Trilium

Trillium

Fringed polygala

Fringed polygala

On the drive back to our place, I asked Mark to take the two-track off Stevens Spring back to Sportmens to see the swans.  I only counted seven this time.  One was bathing and preening – it was hilarious to watch!  I shot a whole series of photos that I think I’m going to post another day this week.  I probably took close to 50 pictures of the swans, until I finally realized my battery icon was flashing red, telling me it was about to die!

Trumpeter swans.

Trumpeter swans.

Trumpeter swan

Trumpeter swan

Trumpeter swans

Trumpeter swans

Back home again, I wanted to make a small bowl of macaroni salad to go with our steaks and then I had to tackle the mountain of dishes.  You know you’ve let the dishes go too long when you are out of spoons and there are only two people!  By late afternoon I hit a wall and had to lie down for a rest before dinner and fishing.

Mark grilled us some yummy steaks for dinner and we managed to eat out on the porch with the citronella candle burning and each of us sprayed with Off!  We had three indigo buntings this afternoon along with all the regular visitors.

So nice to see them all getting along.

So nice to see them all getting along.

Soon it was time to head to the lake.  There was only one other boat out again – from the cabin near the boat launch – so we had the place pretty much to ourselves.  We saw the loon and the kingbirds but it was very cloudy so I didn’t even bother attempting photos.  The fish were biting but mostly they were small-fry that need to wait a couple more months.  We only got three keepers.  The swarming mosquitoes and gnats were horrendous.  I ended up throwing my hooded sweatshirt up over my head, atop my baseball cap, trying to keep them away from my face.  They were making me crazy!

We had hoped to have a small campfire tonight, but by time Mark got done cleaning the fish it was late and we were both very tired.  Plus, I had had enough of battling mosquitoes for one day.  It was going on midnight when we fell into bed.  The frogs were singing quite a loud lullaby tonight.

I counted fifteen bird species in our yard today:  indigo bunting, oriole, hummingbird, cow bird, rose-breasted grosbeak, hairy woodpecker, downy woodpecker, pileated woodpecker, goldfinch, purple finch, white-breasted nuthatch, chickadee, chipping sparrow, mourning dove, robin.

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11 Responses to Fallen, But Not Forgotten

  1. kathydoremus says:

    I am totally jealous for your Pileated Woodpecker! I almost got a picture of one at the park this morning, but he flew off before I could get my camera ready.

    Like

    • I think they are so amazing! We have them in our woods up there – more often heard rather than seen. In the past I have gotten a few really bad photos of them, so I got the new camera at the perfect time! This was the first time we’ve had them come in this close. I had never seen them on my suet before this weekend. I can’t get over how beautiful birds are. God is amazing in His creation!!

      I bet you will get a photo soon!!

      Like

  2. Thank you for the tribute to our fallen soldiers!

    I’m not a fan of the Canon manuals, they do rely too much on symbols and icons, and are not well laid out. The grid wouldn’t have affected your photos, I use the grid when doing landscapes to aid in composition, but I have it off for birds and wildlife. Usually, if you shut a Canon off then turn it back on, it will revert to your normal set up.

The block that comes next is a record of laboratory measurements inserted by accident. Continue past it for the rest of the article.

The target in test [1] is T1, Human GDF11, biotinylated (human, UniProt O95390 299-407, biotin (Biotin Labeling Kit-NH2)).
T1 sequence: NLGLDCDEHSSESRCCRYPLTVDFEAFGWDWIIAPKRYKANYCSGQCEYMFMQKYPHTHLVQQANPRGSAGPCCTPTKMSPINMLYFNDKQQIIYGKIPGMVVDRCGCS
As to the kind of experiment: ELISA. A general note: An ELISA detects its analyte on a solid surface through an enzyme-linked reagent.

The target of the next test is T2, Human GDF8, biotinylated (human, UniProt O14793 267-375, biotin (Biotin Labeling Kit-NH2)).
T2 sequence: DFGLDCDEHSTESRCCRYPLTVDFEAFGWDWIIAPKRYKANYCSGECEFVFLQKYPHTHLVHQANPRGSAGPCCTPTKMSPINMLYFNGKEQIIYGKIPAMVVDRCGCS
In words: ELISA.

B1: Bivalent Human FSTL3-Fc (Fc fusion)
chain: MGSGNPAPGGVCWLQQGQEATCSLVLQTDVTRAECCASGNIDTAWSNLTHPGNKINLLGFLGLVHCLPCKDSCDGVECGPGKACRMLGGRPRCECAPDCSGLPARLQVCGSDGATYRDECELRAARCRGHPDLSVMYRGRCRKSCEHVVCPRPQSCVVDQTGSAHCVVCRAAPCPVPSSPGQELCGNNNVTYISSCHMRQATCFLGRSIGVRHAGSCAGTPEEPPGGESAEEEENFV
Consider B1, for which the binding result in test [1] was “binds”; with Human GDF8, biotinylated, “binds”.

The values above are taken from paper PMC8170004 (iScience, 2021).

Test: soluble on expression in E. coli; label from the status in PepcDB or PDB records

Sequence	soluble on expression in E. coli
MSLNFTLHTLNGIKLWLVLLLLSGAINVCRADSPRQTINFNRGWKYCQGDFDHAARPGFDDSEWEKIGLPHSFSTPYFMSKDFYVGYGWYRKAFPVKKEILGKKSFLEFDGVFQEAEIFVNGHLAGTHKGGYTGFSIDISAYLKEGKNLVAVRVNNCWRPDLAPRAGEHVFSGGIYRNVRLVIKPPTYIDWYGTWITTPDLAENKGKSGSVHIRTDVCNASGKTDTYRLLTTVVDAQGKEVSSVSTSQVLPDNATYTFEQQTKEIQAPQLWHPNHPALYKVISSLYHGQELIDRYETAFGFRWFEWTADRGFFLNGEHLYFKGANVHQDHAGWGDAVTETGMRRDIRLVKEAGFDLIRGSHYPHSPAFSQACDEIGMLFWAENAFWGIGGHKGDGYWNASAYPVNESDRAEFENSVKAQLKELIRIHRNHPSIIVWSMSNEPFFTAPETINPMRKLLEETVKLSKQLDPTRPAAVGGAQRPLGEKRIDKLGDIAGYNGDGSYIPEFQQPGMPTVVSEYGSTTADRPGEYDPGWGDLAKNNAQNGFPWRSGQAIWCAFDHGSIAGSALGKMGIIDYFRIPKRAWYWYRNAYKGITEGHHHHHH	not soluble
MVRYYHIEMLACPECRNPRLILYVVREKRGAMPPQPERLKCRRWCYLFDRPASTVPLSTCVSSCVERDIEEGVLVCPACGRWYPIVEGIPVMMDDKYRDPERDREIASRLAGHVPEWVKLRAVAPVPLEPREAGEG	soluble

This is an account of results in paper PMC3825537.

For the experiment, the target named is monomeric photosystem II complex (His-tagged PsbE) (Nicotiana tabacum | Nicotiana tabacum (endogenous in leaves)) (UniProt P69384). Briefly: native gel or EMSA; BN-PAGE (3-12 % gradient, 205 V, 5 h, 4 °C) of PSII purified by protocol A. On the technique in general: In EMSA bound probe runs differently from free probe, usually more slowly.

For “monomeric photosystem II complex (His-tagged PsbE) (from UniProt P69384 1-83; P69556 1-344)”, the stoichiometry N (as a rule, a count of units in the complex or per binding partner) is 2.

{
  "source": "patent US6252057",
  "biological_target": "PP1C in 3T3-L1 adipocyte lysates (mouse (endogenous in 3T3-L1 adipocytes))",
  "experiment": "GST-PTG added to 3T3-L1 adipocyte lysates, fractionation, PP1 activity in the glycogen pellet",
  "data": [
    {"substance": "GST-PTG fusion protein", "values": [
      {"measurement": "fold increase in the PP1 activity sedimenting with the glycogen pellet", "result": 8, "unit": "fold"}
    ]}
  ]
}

For macros, if you use the macro setting of the camera, you’re usually better off not zooming at all, but moving the camera closer. For larger flowers like the trillium, you may be better off using your normal setting and zooming in.

    Just a few tips, although I don’t know why I’m passing them on, between the loon and the pileated, I’m now very jealous! You’re doing very well with your new camera, it’s good to see that it’s working out so well for you. You complained about the parade photos, but think what they would have looked like if you had shot them with your Kodak. 😉

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    • Jerry, I ALWAYS appreciate all your advice! Thank you, once again! I really appreciate all you’ve done to help me out. I did wonder about zooming during macro shots, so that helps immensely. Before the parade, I did turn the camera off, hoping it would re-set, but when I turned it back on, all the stuff was still in the viewfinder. I think maybe I should have changed to the sports setting? That’s better for movement. You are right, these are about what the Kodak would have produced! 🙂

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      • Well, being old school, I’ve never used the sports setting. But, I assume it boosts the shutter speed, and I don’t think anything was moving very fast in your photos. Since I started with full manual film cameras, I change settings as needed as far as shutter speed, aperture, and ISO so I can’t tell you what the sports setting actually changes.

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      • I used to use the sports setting on my Kodak for birds sometimes, and also when we went to hockey games. I think Bob said it increases the shutter speed. I have to do a lot more educating myself and learning what does what.

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  3. tootlepedal says:

    Great woodpecker shots. We will all be coming to you for advice soon.

    Like

    • Oh Tom, I truly hope not, since anything I’m doing so far is complete dumb luck! I am hoping to get more educated over my summer break. I also stopped at the library and checked out two photography books, but they didn’t have anything that was very current.

      Like

  4. Pingback: A Pileated, a Prince, and a Bird of Prey | Backyard Bird Nerd

  5. gladgardener says:

    Just love it that you went to see a parade! Brings back sweet old memories. And the variety of feathered friends that you see is just amazing. Envious am I.

    Like

    • The parade is always touching, even though it is small. I do love all the birds we see up there. Next time, there probably won’t be any. They won’t need my feeders once summer is in full swing. :/

      Like